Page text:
The Importance of Spirituality in Mental Health
The subtitle of the book struck me as odd—“My Spiritual Autobiography.” How is a spiritual biography any different from a regular autobiography, I wondered. Twenty years after purchasing the book, I sat down to read it and my wondering turned to wonderment. For in Hannah Whitall Smith’s The Unselfishness of God: My Spiritual Autobiography I gained an appreciation of the importance of spirituality in mental health.
What is spirituality?
Spirituality is a term over which there is the most disagreement and lack of consensus. Maybe this is so because several disciplines have reserved the right to define the term: psychology, theology, ecclesiology, anthropology, music, even.
Today spirituality is a popular expression preferred over religion. Researchers Lucchese and Koenig describe spirituality as “personal, something individuals define for themselves. It is often free of rules, regulations, and responsibilities associated with religion. One can be spiritual, but not religious. In fact, a ‘secular spirituality’ is often emphasized today in circles where religion is in disfavor. Thus, spirituality is seen as non-divisive and common to all, both religious and secular.”
I believe spirituality also describes the awareness that the human person exists not only materially (body, mind) but nonmaterially (soul, spirit). In other words, we were designed to experience life through more than our five senses of sight, smell, hearing, taste, and touch. The attempts we make to go beyond the physical dimension of life to experience the nonmaterial or transcendent life — aka to experience life wholly and fully — is called spirituality. The US Catholic says it this way: “Spirituality is the overriding term that describes engagement in things transcendental. Ultimate aims. Ultimate goals. It has to do with one’s connection with and commitment to ways of engaging transcendence.” The way we choose to identify and engage transcendence—no matter how loosely organized it may be—is called religion.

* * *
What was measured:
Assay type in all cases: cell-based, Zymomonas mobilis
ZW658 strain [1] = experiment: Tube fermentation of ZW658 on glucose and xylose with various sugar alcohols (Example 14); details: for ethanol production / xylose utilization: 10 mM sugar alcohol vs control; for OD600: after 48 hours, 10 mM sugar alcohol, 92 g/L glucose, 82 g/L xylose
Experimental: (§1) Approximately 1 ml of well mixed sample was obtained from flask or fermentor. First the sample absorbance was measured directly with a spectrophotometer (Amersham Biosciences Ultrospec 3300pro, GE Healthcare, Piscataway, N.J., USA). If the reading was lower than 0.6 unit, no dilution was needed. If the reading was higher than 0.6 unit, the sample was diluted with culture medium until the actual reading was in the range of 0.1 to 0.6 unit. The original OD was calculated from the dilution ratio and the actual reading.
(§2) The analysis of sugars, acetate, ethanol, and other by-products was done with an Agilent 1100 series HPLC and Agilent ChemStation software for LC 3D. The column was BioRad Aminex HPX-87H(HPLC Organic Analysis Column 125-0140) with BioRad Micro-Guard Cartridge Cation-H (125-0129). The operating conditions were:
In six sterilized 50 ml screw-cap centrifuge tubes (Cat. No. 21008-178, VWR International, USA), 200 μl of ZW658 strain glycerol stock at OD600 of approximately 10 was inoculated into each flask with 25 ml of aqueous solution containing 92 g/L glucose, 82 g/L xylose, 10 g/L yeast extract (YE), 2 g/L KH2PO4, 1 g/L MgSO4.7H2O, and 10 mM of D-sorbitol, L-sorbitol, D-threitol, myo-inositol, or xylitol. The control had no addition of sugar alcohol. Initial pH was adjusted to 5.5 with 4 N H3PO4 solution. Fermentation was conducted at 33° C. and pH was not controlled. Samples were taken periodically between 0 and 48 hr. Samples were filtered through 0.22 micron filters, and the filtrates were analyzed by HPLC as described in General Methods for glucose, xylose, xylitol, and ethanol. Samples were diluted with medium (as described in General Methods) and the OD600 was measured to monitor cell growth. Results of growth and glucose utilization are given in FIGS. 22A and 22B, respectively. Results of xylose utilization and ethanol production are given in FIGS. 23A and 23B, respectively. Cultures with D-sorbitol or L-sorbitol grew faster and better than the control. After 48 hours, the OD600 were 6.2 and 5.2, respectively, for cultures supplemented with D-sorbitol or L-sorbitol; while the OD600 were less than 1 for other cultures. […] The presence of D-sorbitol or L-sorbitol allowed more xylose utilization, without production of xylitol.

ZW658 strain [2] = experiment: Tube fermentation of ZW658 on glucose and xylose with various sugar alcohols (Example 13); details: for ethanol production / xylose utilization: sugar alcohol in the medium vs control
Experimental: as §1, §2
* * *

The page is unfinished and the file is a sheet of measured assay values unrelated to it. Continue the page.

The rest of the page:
The human person exists as a “bio-psycho-socio-spiritual being.” As such, a change in one of these dimensions “will usually have ramifications in the other dimensions.” So, when we seek to study, develop or treat the human person, we must focus on the whole being. Mental health is but one dimension of the human person. It affects and is affected by biological and spiritual health.
Are all dimensions equal? Yes, in so far as each dimension is unique in its contribution to health and wellness. And this uniqueness makes it all the more important that all aspects of personhood be considered when treating an individual with mental illness.
Everyone has spiritual needs. There is probably only disagreement on what these needs are.
Howard Clinebell, noted pastoral counselor and psychotherapist, identified seven spiritual needs that, he argued, everyone needs to satisfy in order “to feel whole and fulfilled, making spirituality central to human well-being.” These spiritual needs are: